Japanese Knotweed is the garden pest that could leave you with a lot more damage than your average garden weed.
What is Japanese knotweed?
Japanese Knotweed is an invasive plant which originates from Asia. The plant is known for being fast growing and rhizomatous, meaning it can grow from fragments, allowing it to spread throughout the UK and Europe.
Japanese knotweed is noted to cause structural damage to buildings due to its underground root (rhizome) system which can weaken foundations, walls, and drains.
This rapidly spreading weed is something to be mindful of when it comes to being a homeowner as buying a home with Japanese Knotweed present will leave you with the burden of controlling and eradicating it, which can be both time consuming and expensive.
The main issues that Japanese Knotweed present homeowners with are:
- Physical damage to buildings and land
- Devalued property
- Difficulties in insuring your property
- Additionally, it can result in civil and criminal liabilities for homeowners or occupiers
Who has a claim?
This weed is of importance to keep under control as the advancement of it onto neighbouring land could result in proceedings being issued against the owner or occupier for private nuisance.
Owners of affected land could potentially seek compensation for the loss of enjoyment or amenity, often leading to the devaluation of their property. Additionally, owners of affected land may seek the costs of removal, and an injunction against re-infestation and/or requiring action to control the Japanese Knotweed.
Likewise, if a homeowner buys a property with an infestation and they were not advised as to its existence, there may be grounds for a claim for misrepresentation against the seller if they have failed to disclose their knowledge of Knotweed being present.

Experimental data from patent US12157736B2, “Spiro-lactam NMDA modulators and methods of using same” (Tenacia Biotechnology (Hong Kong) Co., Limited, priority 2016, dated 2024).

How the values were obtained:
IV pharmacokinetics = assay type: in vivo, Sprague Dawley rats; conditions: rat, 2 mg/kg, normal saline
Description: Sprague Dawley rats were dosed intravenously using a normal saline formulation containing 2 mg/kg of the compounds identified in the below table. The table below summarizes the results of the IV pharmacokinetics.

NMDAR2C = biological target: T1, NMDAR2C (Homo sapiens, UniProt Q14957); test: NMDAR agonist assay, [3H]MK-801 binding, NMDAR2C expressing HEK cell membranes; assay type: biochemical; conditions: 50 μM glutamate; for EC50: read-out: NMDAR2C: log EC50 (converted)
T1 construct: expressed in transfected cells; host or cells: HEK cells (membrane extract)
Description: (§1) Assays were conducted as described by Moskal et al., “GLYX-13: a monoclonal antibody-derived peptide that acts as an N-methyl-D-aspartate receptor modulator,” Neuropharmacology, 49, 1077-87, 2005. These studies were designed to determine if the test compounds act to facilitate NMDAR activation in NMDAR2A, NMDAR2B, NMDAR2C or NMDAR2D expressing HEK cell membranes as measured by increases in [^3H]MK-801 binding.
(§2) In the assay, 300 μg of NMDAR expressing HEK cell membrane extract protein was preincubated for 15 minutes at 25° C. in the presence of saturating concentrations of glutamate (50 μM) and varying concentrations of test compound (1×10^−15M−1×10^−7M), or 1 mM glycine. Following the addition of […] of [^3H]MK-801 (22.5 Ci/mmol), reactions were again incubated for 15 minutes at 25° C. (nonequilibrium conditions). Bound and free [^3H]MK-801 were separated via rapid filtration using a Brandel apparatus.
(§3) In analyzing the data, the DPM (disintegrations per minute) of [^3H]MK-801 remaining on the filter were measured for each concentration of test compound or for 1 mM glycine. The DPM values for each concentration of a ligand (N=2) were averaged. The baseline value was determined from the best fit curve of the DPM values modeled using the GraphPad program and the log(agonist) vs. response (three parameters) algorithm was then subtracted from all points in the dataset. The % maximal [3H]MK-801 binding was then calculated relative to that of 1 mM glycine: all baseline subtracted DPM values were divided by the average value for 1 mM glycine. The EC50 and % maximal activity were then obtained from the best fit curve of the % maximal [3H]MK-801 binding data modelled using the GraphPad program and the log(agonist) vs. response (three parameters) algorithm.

How will I know if I have Japanese Knotweed?
Buyers are often notified about Japanese Knotweed on a property by the Estate Agent or by the Sellers themselves. Estate Agents are required by law to honestly present properties to buyers, which includes being upfront about Japanese Knotweed affecting land. Homeowners are also legally obliged to fairly present their property to potential buyers. Look out for question 7.8 of the TA6 Property Information form as this is the standard Japanese Knotweed question.
In an ideal world you will buy a property knowing all the good, bad, and ugly about it, however, this is unfortunately not always the case.
In one case where a neighbour had Japanese Knotweed growing into the Claimants Garden, the Claimants were successful in gaining a mandatory injunction for the neighbour to treat the Japanese knotweed on her land. Additionally, the neighbour was ordered to pay the claimants costs.
In another case where a developer had failed to disclose the presence of Japanese Knotweed at the time of sale to the buyer, the buyer was successful and awarded £52,000 in damages and £8,433.97 in interest.
Whilst the presence of Japanese Knotweed in your garden is not an offence nor is it a notifiable weed, allowing it to spread to neighbouring properties or to sell without sharing knowledge of an infestation may cause rise for civil matters.
How Whitehead Monckton can help
Whether you are a homeowner unaware that your garden had Japanese Knotweed when you purchased the property or a neighbour who is worried about it trespassing onto your land; our Dispute Resolution team has experience to help in these disputes.
You can contact us on 01622 698000 or email firstname.lastname@example.org or email@example.com for further information about our services.